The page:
When, exactly did she find time to write a book?
How, exactly, does she keep smiling when she has all that, and a column deadline at Patheos, too?
Today, she’s agreed to answer a few questions and share her lovely smile with us.
I’ve been a fan of your blog, Happy Catholic, for many years, Julie, and in fact, I credit you with my own start in blogging. Tell us why you started blogging.
I went on a retreat that our parish offers, Christ Renews His Parish. I was so lit up and made so many new friends that I spent a good part of my day emailing about the things I’d read or seen that I found inspirational. About that time I began seeing this new thing called Catholic blogs mentioned.
Finally, I thought that if I put the things I found in one place that it would be simple for my friends to come there to see them. Ironically, few of those friends actually do read my blog. However, I was surprised to see that a lot of other people did. So that was fun in a new way.
You’ve been blogging for a number of years. What keeps you going?
I have considered stopping several times. Thinking that either Happy Catholic was getting stale or that perhaps my time might be better spent in God’s service elsewhere (because, let’s face it, by now it is an actual ministry as well as my own self expression).
Every time I am really wondering if I should keep going, I get an email or comment telling about how God used the blog to touch someone. I take that as my answer and keep going. Also, it is just part of who I am by now. I think in blog posts much of the time, as you probably do also.
Who is/are your special patron saint(s) and why?
I have several saints that I am close to. My actual patron is Martha (from the Mary and Martha story in the New Testament). I was looking over a list of saints before I was confirmed and saw that she was the patron saint of housewives. I love being at home and cooking (though not cleaning). That aside, I figured that was as good a reason as any.
Little did I know that, once again, God was being sneaky in pairing me up with the perfect “big sister” to help me get through some of my worst tendencies. I love Martha’s friendship with Jesus to the point where she’d complain about her sister to him. I love the fact that she took his correction to heart so that the next time we see both of them in a big party, Mary is center stage washing Jesus’ feet while Martha is serving in the background. I love that she had the boldness to go to Jesus asking for her brother Lazarus’s healing and then went to him and said that she knew he was the Messiah. Those are all things I would like people to be able to say about me someday.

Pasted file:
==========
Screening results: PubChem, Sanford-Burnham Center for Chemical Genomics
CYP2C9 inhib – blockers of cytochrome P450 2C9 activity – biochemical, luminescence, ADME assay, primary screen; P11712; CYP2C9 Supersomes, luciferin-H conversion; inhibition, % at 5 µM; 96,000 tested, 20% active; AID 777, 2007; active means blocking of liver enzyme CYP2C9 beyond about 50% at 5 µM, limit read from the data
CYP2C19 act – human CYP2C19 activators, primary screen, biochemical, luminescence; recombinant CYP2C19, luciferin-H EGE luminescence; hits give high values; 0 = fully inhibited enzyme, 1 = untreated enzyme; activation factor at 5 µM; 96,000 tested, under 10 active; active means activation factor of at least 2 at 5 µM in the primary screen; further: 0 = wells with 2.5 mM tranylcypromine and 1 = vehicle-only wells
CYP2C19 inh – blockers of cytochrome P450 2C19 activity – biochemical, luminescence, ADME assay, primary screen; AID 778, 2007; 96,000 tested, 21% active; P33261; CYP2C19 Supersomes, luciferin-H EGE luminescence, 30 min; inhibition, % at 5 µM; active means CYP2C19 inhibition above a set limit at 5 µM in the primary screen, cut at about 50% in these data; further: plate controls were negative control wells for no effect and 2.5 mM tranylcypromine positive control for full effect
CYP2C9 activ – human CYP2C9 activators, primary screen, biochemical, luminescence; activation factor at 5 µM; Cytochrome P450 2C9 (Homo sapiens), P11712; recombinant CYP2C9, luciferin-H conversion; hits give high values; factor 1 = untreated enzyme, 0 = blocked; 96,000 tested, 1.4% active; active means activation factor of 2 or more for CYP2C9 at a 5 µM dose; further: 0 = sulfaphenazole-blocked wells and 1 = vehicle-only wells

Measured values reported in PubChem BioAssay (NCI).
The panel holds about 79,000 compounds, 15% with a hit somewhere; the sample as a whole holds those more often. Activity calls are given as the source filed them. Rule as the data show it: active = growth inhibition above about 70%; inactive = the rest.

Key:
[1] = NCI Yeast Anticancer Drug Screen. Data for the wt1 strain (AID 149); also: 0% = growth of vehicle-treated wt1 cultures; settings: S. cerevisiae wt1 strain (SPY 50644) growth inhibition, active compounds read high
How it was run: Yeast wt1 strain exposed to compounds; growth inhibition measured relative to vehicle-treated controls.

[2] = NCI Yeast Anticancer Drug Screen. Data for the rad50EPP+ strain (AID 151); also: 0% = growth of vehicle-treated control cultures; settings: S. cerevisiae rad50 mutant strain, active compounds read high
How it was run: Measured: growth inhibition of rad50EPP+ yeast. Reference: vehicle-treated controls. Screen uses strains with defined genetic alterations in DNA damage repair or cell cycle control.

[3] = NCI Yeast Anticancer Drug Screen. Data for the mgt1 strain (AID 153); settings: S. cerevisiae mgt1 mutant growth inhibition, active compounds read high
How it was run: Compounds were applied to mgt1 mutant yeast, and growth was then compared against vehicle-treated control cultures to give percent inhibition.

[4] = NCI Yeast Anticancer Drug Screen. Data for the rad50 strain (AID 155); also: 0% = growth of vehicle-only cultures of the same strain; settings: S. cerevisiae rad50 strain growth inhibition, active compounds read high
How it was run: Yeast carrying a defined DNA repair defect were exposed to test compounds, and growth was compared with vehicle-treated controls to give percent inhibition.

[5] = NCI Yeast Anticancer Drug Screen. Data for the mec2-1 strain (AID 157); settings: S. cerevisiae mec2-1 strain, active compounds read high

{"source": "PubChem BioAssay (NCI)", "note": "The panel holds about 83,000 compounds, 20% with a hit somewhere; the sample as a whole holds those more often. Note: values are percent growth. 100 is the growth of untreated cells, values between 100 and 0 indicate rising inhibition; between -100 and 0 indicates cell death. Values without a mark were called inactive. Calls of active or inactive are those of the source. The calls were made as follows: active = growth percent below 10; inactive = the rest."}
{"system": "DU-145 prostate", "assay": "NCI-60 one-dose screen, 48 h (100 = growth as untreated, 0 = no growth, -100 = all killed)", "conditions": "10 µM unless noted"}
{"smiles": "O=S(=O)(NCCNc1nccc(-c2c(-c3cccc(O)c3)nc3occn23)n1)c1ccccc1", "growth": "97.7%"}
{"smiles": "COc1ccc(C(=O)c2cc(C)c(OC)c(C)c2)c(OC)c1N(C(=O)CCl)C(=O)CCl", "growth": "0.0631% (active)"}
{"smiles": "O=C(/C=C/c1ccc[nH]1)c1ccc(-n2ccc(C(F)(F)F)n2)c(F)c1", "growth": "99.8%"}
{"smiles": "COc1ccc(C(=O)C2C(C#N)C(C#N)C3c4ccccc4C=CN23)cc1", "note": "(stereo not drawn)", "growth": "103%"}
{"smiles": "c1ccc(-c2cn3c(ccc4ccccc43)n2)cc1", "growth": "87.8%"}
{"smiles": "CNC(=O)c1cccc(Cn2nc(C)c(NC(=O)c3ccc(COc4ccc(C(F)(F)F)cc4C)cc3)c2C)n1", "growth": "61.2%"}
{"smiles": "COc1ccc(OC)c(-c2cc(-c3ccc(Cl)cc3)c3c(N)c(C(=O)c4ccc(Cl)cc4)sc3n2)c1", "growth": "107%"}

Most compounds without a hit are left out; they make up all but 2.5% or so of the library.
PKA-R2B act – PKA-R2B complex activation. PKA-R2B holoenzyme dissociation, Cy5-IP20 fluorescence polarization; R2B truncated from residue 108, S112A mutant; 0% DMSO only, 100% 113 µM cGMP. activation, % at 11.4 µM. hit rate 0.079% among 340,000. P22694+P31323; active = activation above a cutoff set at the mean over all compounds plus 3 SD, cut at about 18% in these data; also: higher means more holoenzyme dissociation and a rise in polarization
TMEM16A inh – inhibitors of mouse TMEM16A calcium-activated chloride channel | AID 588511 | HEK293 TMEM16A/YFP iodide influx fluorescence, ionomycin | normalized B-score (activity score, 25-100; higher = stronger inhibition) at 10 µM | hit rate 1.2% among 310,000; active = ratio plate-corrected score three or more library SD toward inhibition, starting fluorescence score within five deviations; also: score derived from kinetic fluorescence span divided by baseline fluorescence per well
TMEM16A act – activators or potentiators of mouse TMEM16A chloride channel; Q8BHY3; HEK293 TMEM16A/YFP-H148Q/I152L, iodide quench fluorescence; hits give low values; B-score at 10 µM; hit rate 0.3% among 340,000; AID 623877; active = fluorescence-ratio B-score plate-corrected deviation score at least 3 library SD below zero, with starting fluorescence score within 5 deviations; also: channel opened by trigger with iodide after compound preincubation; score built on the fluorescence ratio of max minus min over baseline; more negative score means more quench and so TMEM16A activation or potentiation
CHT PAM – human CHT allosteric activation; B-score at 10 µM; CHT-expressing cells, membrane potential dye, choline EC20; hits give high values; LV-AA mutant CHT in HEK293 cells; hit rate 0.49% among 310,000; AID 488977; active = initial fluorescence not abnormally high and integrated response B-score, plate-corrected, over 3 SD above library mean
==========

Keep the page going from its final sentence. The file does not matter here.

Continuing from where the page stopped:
Another close and early saint “friend” is St. Augustine. We converts have to stick together. And I really appreciate his, “Grant me chastity and continence God, but not yet.” How many times have we all have had similar requests? Maybe not about chastity, but about something.
Another is St. Teresa of Avila. I like her sassiness and straight forwardness when she steps in a mud puddle up to her knee and God tells her, “This is how I treat my friends, Teresa” and she responds, “That is why you have so few of them, Lord.” She can say that because they are such good friends and because she speaks to him person-to-person. Yet while she was traveling everywhere in frail health, founding convents, she also was one of the greatest contemplatives ever. I continually learn about prayer from her. I am not a good pray-er so I need lots of help.
Recently, Servant Books released a book by you, Happy Catholic: Glimpses of God in Everyday Life. What’s your favorite section or quote from Happy Catholic?
It also exemplifies what I think so many people miss when they dismiss pop culture entirely. God’s in that just like he’s in everything else. Anywhere someone values the truth of honest story, they’re telling us something about his nature.
Here’s the excerpt:
Jesus in the Rearview Mirror
God: Bender, being God isn’t easy. If you do too much, people get dependent on you. And if you do nothing, they lose hope. You have to use a light touch, like a safecracker or a pickpocket.
Bender: Or a guy who burns down a bar for the insurance money.
God: Yes, if he makes it look like an electrical thing. If you do things right, people won’t be sure you’ve done anything at all.
We are so often left like Moses, who asked to see God but only saw his hindquarters (see Exodus 33:23). We see evidence of God only in hindsight. Even then it can be very difficult to tell definitively that there was divine intervention unless you are the person for whom the miracle was done.